I don’t want you to think that this girl had any excuse what-so-ever for being the way she was. Nobody has an excuse to be a bully and to make someone feel the way I felt. No matter how they were raised. What I do want you to think is, what other way did they know? These people who are bitter their whole lives and do nothing but belittle everyone around them did not grow up with the lessons some of us were so blessed to have. They probably feel the way they made us feel, their whole lives.

Forgiveness is a very difficult thing to come by. A few weeks after that conversation with the pastor, I asked the girl, to come to church with me. It had been about 3 years since our huge “drama-fest”. I believed that if she could come to church, see the way we all treat each other and learn the gospel then maybe she could become a better person. She didn’t end up coming with me, but she did apologize for all the trouble we had. She was working on her career and helping others. When I read the message, I felt a load of weight get lifted off my chest. I went to church the next week and spoke to my pastor about messaging her and he was so proud of me for being the bigger person.

I see this girls social media every now and then, and I don’t feel that burning sensation I used to have. I feel perfectly fine. Yes what she did to me hurt and I would never be friends with her again, but feeling forgiveness for someone feels so much better than hating them. Hating a person can take up so much energy and time. It fills you with darkness. I was so depressed when I hated that girl. There would be days I wouldn’t get out of bed to even turn the light on. There would be days I would seriously wonder why I was even alive. Those thoughts are the thoughts that can destroy you and lead you down a path of no recovery. Luckily, I got off that path.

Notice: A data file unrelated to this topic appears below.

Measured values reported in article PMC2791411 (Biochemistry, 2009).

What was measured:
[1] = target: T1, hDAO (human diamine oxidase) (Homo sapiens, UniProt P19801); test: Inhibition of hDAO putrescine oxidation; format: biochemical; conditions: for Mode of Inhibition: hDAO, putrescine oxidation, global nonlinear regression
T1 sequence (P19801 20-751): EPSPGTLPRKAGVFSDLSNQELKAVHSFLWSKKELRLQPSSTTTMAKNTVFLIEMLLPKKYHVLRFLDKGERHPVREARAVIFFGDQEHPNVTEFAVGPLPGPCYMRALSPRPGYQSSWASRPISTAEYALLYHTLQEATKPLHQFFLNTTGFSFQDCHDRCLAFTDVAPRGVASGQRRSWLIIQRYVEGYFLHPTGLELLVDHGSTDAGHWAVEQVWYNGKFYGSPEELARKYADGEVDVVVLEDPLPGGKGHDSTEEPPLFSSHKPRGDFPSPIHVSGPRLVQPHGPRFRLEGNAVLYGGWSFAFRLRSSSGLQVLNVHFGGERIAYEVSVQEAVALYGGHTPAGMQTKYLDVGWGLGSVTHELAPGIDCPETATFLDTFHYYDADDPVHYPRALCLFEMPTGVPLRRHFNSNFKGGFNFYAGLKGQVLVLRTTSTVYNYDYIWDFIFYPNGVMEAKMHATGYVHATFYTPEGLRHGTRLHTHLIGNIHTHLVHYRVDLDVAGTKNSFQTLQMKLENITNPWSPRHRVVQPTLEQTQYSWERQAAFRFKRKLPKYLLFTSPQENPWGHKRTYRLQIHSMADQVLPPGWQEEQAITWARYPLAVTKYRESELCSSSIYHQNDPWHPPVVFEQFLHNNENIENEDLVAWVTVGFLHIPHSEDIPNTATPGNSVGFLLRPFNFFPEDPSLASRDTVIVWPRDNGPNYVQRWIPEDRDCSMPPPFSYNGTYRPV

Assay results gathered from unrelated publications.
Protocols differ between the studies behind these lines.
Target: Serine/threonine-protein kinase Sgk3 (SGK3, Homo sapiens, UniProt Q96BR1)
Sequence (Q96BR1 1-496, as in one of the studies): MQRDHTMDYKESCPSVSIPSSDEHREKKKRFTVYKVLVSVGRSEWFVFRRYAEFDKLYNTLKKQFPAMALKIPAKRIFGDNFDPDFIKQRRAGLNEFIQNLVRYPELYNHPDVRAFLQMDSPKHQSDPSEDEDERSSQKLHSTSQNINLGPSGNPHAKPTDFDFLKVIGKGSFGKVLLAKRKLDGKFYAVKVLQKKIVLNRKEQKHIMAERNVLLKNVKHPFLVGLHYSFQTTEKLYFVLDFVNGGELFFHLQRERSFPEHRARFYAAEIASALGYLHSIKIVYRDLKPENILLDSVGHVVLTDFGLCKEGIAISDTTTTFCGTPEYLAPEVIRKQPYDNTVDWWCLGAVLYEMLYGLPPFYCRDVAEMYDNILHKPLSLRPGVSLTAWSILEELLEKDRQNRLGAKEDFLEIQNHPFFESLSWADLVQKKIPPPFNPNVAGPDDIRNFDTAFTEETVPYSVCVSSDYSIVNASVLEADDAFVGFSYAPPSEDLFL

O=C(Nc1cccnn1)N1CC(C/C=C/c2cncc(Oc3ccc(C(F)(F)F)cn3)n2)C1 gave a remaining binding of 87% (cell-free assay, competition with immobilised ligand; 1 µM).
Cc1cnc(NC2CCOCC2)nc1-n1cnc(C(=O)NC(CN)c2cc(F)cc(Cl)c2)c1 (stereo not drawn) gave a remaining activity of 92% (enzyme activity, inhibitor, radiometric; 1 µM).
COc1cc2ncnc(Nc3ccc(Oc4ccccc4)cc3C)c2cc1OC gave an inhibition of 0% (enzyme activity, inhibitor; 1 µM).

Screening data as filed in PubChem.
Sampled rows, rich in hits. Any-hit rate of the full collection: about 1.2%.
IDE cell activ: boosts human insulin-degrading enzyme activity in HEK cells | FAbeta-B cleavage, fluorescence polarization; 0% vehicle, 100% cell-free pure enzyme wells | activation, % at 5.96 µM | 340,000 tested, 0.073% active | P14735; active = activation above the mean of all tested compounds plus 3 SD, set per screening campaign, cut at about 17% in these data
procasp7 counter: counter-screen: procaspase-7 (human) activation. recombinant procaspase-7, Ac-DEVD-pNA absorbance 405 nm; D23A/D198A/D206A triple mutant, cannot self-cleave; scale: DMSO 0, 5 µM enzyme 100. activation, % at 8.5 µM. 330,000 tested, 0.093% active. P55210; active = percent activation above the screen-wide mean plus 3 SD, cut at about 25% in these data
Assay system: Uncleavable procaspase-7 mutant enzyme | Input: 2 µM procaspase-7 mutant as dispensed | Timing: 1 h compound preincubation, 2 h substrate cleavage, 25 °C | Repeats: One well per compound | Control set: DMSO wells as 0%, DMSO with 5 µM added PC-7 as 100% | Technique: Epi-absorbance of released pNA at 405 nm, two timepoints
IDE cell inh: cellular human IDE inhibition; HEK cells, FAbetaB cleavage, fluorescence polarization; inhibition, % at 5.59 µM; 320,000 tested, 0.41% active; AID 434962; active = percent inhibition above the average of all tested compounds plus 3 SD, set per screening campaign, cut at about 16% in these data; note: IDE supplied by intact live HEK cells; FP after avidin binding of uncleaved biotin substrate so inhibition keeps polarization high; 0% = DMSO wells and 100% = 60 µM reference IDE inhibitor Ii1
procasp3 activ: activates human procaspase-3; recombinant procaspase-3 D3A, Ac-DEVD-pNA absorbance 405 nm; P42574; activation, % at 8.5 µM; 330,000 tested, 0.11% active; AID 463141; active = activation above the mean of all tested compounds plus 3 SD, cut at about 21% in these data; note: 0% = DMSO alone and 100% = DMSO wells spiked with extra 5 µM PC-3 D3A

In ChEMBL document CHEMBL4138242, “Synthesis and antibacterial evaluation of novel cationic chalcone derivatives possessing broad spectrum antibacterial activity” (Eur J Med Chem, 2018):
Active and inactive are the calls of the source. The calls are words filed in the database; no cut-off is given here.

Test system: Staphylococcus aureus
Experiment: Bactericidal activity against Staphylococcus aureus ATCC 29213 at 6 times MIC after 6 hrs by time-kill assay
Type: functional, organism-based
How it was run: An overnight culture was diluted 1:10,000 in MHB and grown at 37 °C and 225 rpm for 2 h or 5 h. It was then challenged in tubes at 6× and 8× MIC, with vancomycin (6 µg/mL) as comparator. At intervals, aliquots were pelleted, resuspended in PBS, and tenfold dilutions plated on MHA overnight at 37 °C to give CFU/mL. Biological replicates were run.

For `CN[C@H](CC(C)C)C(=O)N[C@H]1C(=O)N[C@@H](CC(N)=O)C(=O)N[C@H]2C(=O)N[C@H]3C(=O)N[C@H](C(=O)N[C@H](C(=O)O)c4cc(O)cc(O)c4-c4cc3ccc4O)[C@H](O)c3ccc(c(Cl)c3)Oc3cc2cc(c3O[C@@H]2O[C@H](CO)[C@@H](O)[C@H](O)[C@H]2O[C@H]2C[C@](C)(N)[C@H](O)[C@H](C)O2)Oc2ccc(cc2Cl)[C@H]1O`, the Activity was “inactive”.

On the other hand, you could be using that energy to be working towards your career or spending with your friends and family. You can feel joy, happiness and fulfillment in life when you forgive someone. I recommend that if you are struggling with forgiveness, you speak to your pastor, your parents, someone you look up to or even check out other bloggers who specialize in advice about forgiveness. There is one blogger I just found, not too long ago. His name is Wayne Dyer and has a post on, “How To Forgive Someone Who Has Hurt You: In 15 Steps”. It is worth reading. You can click the link attached to the title above to read his blog.

The way I forgave was:

  1.  Learning what that person went through their whole life.
  2. Figuring out what is what I actually hated about the girl.
  3. Thought about ways I could forgive (mine was inviting her to church).
  4. Accepting an apology for even as simple as “Everything I did”. Even if they are specific on what they apologize for, at least they are apologizing. That means they are thinking about you.
  5. Forgive yourself
  6. Eventually feeling okay about seeing their name places or seeing their face in public occasionally.

I hope my story has encouraged you to open yourself up to forgiveness. If not my story, the ways I suggest for forgiving or the ways Wayne Dyer talks about. Forgiveness is so hard to give to someone but it will make you feel better. If I can do it, I know you can too!